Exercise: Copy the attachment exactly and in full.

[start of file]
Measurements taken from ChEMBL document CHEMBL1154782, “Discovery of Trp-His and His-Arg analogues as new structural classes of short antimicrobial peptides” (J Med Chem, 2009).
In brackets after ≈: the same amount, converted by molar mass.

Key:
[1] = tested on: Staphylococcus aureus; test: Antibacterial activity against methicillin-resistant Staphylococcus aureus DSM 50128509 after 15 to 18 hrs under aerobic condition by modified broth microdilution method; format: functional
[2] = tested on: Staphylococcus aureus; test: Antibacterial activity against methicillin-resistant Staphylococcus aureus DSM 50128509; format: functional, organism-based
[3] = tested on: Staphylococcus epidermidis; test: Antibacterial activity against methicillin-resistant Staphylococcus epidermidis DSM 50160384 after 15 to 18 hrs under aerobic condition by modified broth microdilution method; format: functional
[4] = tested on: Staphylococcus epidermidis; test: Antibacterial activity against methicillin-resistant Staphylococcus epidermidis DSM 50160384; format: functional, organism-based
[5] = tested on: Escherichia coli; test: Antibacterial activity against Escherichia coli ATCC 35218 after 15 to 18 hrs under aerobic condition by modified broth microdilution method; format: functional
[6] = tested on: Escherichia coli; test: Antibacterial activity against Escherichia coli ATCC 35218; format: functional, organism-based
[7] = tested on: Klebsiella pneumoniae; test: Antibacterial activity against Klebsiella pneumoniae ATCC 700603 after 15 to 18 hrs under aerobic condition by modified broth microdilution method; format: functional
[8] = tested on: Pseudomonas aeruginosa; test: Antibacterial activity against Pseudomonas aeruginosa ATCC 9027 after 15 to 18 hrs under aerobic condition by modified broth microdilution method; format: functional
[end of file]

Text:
Measurements taken from ChEMBL document CHEMBL1154782, “Discovery of Trp-His and His-Arg analogues as new structural classes of short antimicrobial peptides” (J Med Chem, 2009).
In brackets after ≈: the same amount, converted by molar mass.

Key:
[1] = tested on: Staphylococcus aureus; test: Antibacterial activity against methicillin-resistant Staphylococcus aureus DSM 50128509 after 15 to 18 hrs under aerobic condition by modified broth microdilution method; format: functional
[2] = tested on: Staphylococcus aureus; test: Antibacterial activity against methicillin-resistant Staphylococcus aureus DSM 50128509; format: functional, organism-based
[3] = tested on: Staphylococcus epidermidis; test: Antibacterial activity against methicillin-resistant Staphylococcus epidermidis DSM 50160384 after 15 to 18 hrs under aerobic condition by modified broth microdilution method; format: functional
[4] = tested on: Staphylococcus epidermidis; test: Antibacterial activity against methicillin-resistant Staphylococcus epidermidis DSM 50160384; format: functional, organism-based
[5] = tested on: Escherichia coli; test: Antibacterial activity against Escherichia coli ATCC 35218 after 15 to 18 hrs under aerobic condition by modified broth microdilution method; format: functional
[6] = tested on: Escherichia coli; test: Antibacterial activity against Escherichia coli ATCC 35218; format: functional, organism-based
[7] = tested on: Klebsiella pneumoniae; test: Antibacterial activity against Klebsiella pneumoniae ATCC 700603 after 15 to 18 hrs under aerobic condition by modified broth microdilution method; format: functional
[8] = tested on: Pseudomonas aeruginosa; test: Antibacterial activity against Pseudomonas aeruginosa ATCC 9027 after 15 to 18 hrs under aerobic condition by modified broth microdilution method; format: functional